Everyone who has come even in moderate contact with the fashion world, knows about “kitsch”. Variations exist in the interpretation of the same and rightfully so, because kitsch fashion itself is not clearly defined. It is eccentric, eclectic, whimsical, colorful and beautiful at the same time!
Loosely kitsch fashion means tasteless fashion by conservatives, it is a term used to describe pieces of art that are generally of low quality but has a mass appeal. However, kitsch is turning out to be massy as well as classy, quite like its crazy self. Not just high fashion, it is slowly finding its way to street chic and regular clothing. Of late, kitsch has even become more prominent in the fashion circle with pop arts ruling the fashion scene these days even though there is a fine line between kitsch and pop art.
Plunging into the evolution of kitsch, the word “kitsch” first appeared in “Partisan Review” in the year of 1939 which the writer himself later disposed of as ill thought of. “Kitsch” was termed synonymous with faked sensations and vicarious experience.
Now with the change of the spirit of times, “kitsch” is pleasingly distasteful art and way more than just cute collectibles and what you adore as a piece of art on the ramp.
Dali’s paintings are one of the best examples of rebranded kitsch. Masterpieces but conventionally unappealing in that era. People called it wacky, tasteless and not in sync with the idea of art prevalent that day but his un-meditated paintings made it where most ideology-conforming art couldn’t.
The idea behind kitsch is the perfect marriage of messy and fancy. Look at “kitsch”, like you look at an unfinished painting. An artist has just tried to capture the vibe on canvas. May be it does not conform to standards but it’s pretty. After all, when has art adhered to conventional sensibilities and standards?
Coming to fashion, kitschy looks capture that spirit of an unfinished painting which in the opinion of today’s fashion designers, aren’t vicarious at all. We aren’t running behind trends but patching up and creating looks that are spontaneous. It’s a canvas with the work unfinished. Unfinished yet beautiful, unfinished as something to be continued.
The conventional definitions are being challenged in the most colorful and artistic way possible, be it fashion or painting or literature.
Fashion has been the fore runner due to its ability to metamorphose and re-emerge with newer and recycled concepts. Think of Galliano or Madonna or even Rita Ora. John Galliano’s radical kitsch signifies the rise of romanticism in fashion in 2009 which included fun accessories like crochets or fun-fur. Madonna and Rita Ora are examples of kitsch. Madonna made a lasting impact on 90s fashion. The concept of “catch-eye” was the pivotal concept behind such looks, rather than just being in vogue.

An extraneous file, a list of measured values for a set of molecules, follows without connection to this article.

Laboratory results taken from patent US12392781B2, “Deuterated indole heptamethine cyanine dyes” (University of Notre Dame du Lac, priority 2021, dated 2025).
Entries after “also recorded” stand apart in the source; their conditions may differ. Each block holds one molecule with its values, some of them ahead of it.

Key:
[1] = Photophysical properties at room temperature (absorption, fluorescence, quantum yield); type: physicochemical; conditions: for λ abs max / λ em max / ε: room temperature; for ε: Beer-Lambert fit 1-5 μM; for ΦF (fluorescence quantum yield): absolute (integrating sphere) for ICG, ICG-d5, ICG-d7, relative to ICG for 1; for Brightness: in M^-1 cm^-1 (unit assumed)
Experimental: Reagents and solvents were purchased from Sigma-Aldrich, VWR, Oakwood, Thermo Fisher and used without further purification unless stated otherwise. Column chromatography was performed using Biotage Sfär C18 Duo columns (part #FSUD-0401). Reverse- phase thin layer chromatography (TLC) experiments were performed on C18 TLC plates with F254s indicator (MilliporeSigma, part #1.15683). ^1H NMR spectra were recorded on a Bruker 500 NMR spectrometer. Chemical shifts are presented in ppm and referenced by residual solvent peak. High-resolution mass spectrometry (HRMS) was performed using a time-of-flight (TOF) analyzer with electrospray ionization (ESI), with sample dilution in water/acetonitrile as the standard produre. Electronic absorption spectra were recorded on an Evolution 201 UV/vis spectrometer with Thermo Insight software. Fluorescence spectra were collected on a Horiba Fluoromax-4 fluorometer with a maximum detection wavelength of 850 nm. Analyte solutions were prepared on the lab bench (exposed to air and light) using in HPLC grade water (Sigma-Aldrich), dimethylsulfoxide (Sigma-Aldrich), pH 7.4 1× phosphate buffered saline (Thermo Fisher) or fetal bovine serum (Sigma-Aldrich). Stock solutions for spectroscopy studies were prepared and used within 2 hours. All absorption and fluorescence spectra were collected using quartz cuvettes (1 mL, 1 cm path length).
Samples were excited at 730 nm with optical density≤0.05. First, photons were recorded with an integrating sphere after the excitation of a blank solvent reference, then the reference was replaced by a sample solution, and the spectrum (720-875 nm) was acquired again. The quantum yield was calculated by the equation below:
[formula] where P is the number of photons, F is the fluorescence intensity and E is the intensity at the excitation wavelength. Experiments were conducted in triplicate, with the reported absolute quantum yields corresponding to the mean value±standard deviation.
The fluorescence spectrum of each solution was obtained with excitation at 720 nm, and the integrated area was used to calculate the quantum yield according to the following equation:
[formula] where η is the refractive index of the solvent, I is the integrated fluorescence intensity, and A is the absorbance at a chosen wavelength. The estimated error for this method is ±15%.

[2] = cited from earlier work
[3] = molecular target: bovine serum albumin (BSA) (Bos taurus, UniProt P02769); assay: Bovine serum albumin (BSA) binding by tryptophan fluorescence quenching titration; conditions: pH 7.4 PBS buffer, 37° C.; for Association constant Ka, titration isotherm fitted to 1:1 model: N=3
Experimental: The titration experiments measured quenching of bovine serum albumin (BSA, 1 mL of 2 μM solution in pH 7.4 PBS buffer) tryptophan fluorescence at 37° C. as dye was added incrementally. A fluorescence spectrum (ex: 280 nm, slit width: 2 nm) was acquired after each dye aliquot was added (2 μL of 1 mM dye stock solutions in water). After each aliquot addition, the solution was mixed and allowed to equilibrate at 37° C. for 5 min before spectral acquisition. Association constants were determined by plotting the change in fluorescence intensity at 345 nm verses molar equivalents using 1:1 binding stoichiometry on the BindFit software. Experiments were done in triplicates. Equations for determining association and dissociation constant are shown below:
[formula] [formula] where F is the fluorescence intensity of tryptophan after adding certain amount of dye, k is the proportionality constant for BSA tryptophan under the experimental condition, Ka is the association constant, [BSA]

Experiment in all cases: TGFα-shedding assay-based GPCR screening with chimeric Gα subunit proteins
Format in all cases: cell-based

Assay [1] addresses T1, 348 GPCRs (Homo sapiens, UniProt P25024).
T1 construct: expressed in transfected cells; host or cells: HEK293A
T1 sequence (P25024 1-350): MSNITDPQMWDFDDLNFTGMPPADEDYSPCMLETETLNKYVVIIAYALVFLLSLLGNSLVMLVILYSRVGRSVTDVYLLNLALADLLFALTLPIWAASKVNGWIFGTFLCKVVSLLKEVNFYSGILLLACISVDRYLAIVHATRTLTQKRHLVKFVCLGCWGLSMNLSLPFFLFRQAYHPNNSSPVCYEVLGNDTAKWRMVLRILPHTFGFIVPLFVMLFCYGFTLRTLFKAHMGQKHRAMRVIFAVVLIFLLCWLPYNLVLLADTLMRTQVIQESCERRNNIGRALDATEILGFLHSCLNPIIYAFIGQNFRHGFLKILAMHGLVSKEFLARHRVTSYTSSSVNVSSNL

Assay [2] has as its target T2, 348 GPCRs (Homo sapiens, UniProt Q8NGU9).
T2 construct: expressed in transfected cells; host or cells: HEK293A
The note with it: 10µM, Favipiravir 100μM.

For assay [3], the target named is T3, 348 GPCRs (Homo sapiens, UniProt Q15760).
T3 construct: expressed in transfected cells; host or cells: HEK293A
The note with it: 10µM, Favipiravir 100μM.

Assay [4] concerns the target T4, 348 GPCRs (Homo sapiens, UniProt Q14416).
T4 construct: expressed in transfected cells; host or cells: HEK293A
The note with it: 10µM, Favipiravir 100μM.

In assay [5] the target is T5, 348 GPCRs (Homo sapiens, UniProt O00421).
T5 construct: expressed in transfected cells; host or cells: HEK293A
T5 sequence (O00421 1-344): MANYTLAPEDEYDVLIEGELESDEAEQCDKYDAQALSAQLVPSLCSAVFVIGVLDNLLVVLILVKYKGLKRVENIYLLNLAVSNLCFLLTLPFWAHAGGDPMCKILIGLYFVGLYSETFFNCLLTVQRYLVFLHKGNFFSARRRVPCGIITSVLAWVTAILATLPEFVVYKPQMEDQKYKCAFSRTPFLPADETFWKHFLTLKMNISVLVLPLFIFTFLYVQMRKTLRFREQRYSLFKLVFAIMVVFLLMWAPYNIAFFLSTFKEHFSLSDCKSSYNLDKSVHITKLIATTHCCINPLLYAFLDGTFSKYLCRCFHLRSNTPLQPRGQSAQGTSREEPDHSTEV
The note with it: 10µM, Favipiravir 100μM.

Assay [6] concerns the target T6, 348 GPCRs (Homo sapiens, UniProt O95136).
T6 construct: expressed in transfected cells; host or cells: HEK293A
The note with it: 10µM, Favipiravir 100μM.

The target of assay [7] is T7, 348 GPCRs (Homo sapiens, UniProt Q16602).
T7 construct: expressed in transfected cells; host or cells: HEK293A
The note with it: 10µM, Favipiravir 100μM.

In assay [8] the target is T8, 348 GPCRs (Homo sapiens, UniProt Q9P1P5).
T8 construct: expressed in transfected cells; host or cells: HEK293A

The 1940s actually saw the first fashion revolution which touched on the kitschy side of sensibilities. It progressed through the next half a decade, more like a runway rebellion than contemporary art. The spring 2012 collection by Prada took on a crazy kitschy vigor on the runway and was sincerely adopted into street fashion that year. The 2013 collection by Dolce and Gabbana also had similar vibes but probably fell flat because of their predictable nature. The Spring 2017 collection for menswear by Moschino are on similar lines but promises to be different and more on the psychedelic glam side, as is evident from the June 11 fashion show which was a heady mixture of hues and the “more is more” attribute of the 60s. As of 2016, “decadent kitsch” in Gucci’s collections in both women’s and men’s wear is presently turning heads in trendy Italy. Fashion evolution, the right way!
There is a very thick line existent between avant-garde fashion and street fashion but the entire evolution of fashion has been a brainchild of fashion visionaries. The designers dared step out of laid down and fashion norms, thus helping the sartorial rules evolve.
Let’s sum up “kitsch” by stating that it lies on the fringes of garishness, thanks to its colors and concepts but is differently pleasing in all its eccentricity. Here’s to everything kitschy that is helping fashion evolve.
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Written byAnwita Mukherjee
Anwita Mukherjee is a lawyer by education and has just finished her LLM from Jindal Global Law School. She has worked as a lawyer for a couple of corporate houses and is presently trying to metamorphose into a successful legal journalist.